Smithson History, Family Crest & Coats of Arms

The name Smithson is rooted in the ancient Anglo-Saxon culture. It was originally a name for someone who worked as a person who was the son of the smith. [1] [2]

"The smith in olden times was a very important person­age, as being the maker of armour and weapons, and since this trade, like others in that day, descended from father to son, its designation would soon become used as a surname. [3]

Early Origins of the Smithson family

The surname Smithson was first found in Yorkshire where the Yorkshire Poll Tax Rolls of 1379 include: Johannes Smytheson; Johannes Smyth' et Alicia uxor ejus; Johannes Smyth et uxor; Johannes Smythson; and Agnes Smythwyf as all holding lands there at that time. [4] Henry le Smithson was also found here in 1324 as was Peter Smitson in 1327. [5]

To the north in Scotland, "John Smythson was admitted burgess of Aberdeen in 1406, and a payment was made to William Smethissone in Cromarty in 1492." [6]

Back in England, Reginald le Smythessone was found in the Subsidy Rolls for 1296 Sussex in 1296. [5]

Early History of the Smithson family

This web page shows only a small excerpt of our Smithson research. Another 86 words (6 lines of text) covering the years 1765, 1829, 1765, 1754, 1782, 1784, 1786 and 1787 are included under the topic Early Smithson History in all our PDF Extended History products and printed products wherever possible.

Smithson Spelling Variations

It is only in the last few hundred years that the English language has been standardized. For that reason, early Anglo-Saxon surnames like Smithson are characterized by many spelling variations. As the English language changed and incorporated elements of other European languages, even literate people changed the spelling of their names. The variations of the name Smithson include Smithson, Smythson and others.

Early Notables of the Smithson family (pre 1700)

Notables of the family at this time include James Smithson (1765-1829), chemist and mineralogist. He was born James Lewes Macie, the illegitimate son of Hugh Simthson Percy, Duke of Northumberland. His mother Elizabeth Macie was a direct descendant of Henry VIII and it was through this family that James Smithson inherited a fortune. He "was known in early life as James Lewis or Louis Macie. Born in France in 1765 (the date of 1754, long accepted as correct, is taken from the inscription on his tombstone), his mother, was cousin of his father's wife, Elizabeth Hungerford Keate (reputed to be daughter...
Another 179 words (13 lines of text) are included under the topic Early Smithson Notables in all our PDF Extended History products and printed products wherever possible.

Smithson Ranking

In the United States, the name Smithson is the 3,847th most popular surname with an estimated 7,461 people with that name. [7]


United States Smithson migration to the United States +

Many English families tired of political and religious strife left Britain for the new colonies in North America. Although the trip itself offered no relief - conditions on the ships were extremely cramped, and many travelers arrived diseased, starving, and destitute - these immigrants believed the opportunities that awaited them were worth the risks. Once in the colonies, many of the families did indeed prosper and, in turn, made significant contributions to the culture and economies of the growing colonies. An inquiry into the early roots of North American families has revealed a number of immigrants bearing the name Smithson or a variant listed above:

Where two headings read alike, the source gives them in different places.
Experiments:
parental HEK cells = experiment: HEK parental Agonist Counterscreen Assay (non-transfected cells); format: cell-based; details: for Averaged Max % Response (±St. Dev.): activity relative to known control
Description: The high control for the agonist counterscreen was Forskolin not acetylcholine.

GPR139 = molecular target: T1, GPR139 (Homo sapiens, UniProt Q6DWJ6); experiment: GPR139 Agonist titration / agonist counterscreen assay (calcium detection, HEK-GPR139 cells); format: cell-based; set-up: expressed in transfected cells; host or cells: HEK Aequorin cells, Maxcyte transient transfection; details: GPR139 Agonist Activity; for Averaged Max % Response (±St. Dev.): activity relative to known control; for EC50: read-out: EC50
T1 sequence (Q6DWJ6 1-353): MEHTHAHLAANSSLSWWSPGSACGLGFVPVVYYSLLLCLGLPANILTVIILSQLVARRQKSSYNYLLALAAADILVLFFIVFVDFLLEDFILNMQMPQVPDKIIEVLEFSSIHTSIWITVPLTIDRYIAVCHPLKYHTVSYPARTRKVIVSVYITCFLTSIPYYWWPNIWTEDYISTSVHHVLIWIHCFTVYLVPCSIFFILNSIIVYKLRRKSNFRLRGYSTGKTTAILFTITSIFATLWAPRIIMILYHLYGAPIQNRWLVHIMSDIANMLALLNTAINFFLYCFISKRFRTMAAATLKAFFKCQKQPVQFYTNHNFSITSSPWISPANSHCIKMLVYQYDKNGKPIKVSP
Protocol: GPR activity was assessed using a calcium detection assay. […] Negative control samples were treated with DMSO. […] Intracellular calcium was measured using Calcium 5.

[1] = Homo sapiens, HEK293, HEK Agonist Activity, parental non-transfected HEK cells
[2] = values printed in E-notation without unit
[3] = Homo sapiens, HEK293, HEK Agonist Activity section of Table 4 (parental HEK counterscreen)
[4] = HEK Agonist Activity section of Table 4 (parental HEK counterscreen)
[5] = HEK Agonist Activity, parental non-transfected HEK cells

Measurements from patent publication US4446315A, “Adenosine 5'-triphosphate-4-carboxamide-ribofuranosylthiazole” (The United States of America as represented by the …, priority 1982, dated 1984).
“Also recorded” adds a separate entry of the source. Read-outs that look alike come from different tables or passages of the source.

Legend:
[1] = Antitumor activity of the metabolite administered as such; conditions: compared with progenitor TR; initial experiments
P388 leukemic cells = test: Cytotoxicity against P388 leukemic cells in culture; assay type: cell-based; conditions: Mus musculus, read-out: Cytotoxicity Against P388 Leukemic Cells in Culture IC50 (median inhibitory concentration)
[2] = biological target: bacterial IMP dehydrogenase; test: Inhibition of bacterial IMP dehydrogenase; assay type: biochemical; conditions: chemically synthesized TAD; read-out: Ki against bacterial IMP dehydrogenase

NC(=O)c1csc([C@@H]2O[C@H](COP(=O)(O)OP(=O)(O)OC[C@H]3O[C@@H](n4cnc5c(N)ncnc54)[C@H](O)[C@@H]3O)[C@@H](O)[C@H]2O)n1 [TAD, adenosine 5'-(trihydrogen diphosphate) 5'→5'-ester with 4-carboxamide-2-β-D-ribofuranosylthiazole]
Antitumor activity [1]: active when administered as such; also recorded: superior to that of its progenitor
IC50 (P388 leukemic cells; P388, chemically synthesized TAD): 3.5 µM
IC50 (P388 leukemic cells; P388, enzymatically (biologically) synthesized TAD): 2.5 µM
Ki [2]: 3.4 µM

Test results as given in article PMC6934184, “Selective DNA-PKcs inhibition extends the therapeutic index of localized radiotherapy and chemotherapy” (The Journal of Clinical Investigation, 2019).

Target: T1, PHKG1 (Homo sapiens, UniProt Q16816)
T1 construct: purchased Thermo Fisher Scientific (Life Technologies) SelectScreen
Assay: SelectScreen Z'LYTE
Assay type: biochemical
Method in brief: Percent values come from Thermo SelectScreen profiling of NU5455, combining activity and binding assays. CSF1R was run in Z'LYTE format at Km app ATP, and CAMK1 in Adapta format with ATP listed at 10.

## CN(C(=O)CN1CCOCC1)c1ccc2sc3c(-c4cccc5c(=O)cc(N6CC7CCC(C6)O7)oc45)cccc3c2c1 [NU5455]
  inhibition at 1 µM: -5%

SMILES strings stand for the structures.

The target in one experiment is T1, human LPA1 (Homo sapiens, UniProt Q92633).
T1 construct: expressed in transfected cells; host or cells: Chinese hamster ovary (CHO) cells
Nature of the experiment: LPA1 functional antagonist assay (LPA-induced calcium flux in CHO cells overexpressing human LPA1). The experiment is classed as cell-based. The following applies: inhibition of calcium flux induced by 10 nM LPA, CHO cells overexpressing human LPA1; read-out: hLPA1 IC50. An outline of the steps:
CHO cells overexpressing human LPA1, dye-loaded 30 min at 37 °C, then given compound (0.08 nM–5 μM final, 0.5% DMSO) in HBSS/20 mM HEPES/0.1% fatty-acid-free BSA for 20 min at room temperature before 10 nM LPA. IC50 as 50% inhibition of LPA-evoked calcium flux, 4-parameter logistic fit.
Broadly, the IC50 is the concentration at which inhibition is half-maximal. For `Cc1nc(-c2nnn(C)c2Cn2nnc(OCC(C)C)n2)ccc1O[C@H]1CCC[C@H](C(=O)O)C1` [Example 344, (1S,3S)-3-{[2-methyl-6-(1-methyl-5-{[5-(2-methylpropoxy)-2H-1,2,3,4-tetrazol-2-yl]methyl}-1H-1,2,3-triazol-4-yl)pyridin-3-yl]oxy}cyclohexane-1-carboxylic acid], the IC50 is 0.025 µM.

Smithson Settlers in United States in the 17th Century
  • Robert Smithson who settled in Virginia in 1634
  • Robert Smithson, who landed in Maryland in 1634 [8]
  • William Smithson who settled in Virginia in 1652
  • William Smithson, who landed in Virginia in 1652 [8]
  • Tho Smithson, who arrived in Virginia in 1654 [8]
  • ... (More are available in all our PDF Extended History products and printed products wherever possible.)
Smithson Settlers in United States in the 18th Century
  • James Smithson, who arrived in Virginia in 1714 [8]
  • John Smithson, who landed in Virginia in 1714 [8]
  • John Smithson, who arrived in America in 1760-1763 [8]
Smithson Settlers in United States in the 19th Century
  • Mr. J. Smithson, (b. 1820), aged 18, Cornish settler departing from Falmouth aboard the ship "Cornwall" arriving in the United States on 3 June 1841 [9]
  • Thomas Smithson, who landed in New York in 1842 [8]

Canada Smithson migration to Canada +

Some of the first settlers of this family name were:

Smithson Settlers in Canada in the 18th Century
  • John Smithson, who landed in Nova Scotia in 1749
  • Robert Smithson, who landed in Nova Scotia in 1749

Australia Smithson migration to Australia +

Emigration to Australia followed the First Fleets of convicts, tradespeople and early settlers. Early immigrants include:

Smithson Settlers in Australia in the 19th Century
  • Mr. George Smithson, English convict who was convicted in Lancaster, Lancashire, England for 7 years, transported aboard the "Camden" on 21st September 1832, arriving in New South Wales, Australia [10]
  • William Smithson, who arrived in Adelaide, Australia aboard the ship "Hooghly" in 1839 [11]
  • Mr. Arthur Smithson, English convict who was convicted in Leeds, Yorkshire, England for 7 years, transported aboard the "Bangalore" on 28th March 1848, arriving in Tasmania ( Van Diemen's Land) from Bermuda [12]
  • William Smithson, who arrived in Adelaide, Australia aboard the ship "Navarino" in 1849 [13]

New Zealand Smithson migration to New Zealand +

Emigration to New Zealand followed in the footsteps of the European explorers, such as Captain Cook (1769-70): first came sealers, whalers, missionaries, and traders. By 1838, the British New Zealand Company had begun buying land from the Maori tribes, and selling it to settlers, and, after the Treaty of Waitangi in 1840, many British families set out on the arduous six month journey from Britain to Aotearoa to start a new life. Early immigrants include: